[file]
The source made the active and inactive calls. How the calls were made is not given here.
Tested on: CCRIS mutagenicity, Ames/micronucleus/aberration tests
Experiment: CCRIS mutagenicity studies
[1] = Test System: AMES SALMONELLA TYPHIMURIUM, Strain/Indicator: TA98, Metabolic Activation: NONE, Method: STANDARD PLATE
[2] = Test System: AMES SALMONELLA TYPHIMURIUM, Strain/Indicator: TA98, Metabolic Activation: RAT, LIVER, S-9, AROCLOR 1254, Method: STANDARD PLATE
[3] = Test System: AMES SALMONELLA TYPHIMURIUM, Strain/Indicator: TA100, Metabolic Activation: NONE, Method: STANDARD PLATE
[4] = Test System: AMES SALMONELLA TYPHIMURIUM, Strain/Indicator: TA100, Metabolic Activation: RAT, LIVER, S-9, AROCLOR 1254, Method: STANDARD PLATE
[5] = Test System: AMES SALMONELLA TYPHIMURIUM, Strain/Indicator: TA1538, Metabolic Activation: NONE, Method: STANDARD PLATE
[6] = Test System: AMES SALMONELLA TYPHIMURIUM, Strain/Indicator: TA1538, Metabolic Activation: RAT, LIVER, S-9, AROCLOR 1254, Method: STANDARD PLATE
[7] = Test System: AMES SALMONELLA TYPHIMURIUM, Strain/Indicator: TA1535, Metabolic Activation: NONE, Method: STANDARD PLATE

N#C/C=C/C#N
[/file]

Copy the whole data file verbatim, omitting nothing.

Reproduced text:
The source made the active and inactive calls. How the calls were made is not given here.
Tested on: CCRIS mutagenicity, Ames/micronucleus/aberration tests
Experiment: CCRIS mutagenicity studies
[1] = Test System: AMES SALMONELLA TYPHIMURIUM, Strain/Indicator: TA98, Metabolic Activation: NONE, Method: STANDARD PLATE
[2] = Test System: AMES SALMONELLA TYPHIMURIUM, Strain/Indicator: TA98, Metabolic Activation: RAT, LIVER, S-9, AROCLOR 1254, Method: STANDARD PLATE
[3] = Test System: AMES SALMONELLA TYPHIMURIUM, Strain/Indicator: TA100, Metabolic Activation: NONE, Method: STANDARD PLATE
[4] = Test System: AMES SALMONELLA TYPHIMURIUM, Strain/Indicator: TA100, Metabolic Activation: RAT, LIVER, S-9, AROCLOR 1254, Method: STANDARD PLATE
[5] = Test System: AMES SALMONELLA TYPHIMURIUM, Strain/Indicator: TA1538, Metabolic Activation: NONE, Method: STANDARD PLATE
[6] = Test System: AMES SALMONELLA TYPHIMURIUM, Strain/Indicator: TA1538, Metabolic Activation: RAT, LIVER, S-9, AROCLOR 1254, Method: STANDARD PLATE
[7] = Test System: AMES SALMONELLA TYPHIMURIUM, Strain/Indicator: TA1535, Metabolic Activation: NONE, Method: STANDARD PLATE

N#C/C=C/C#N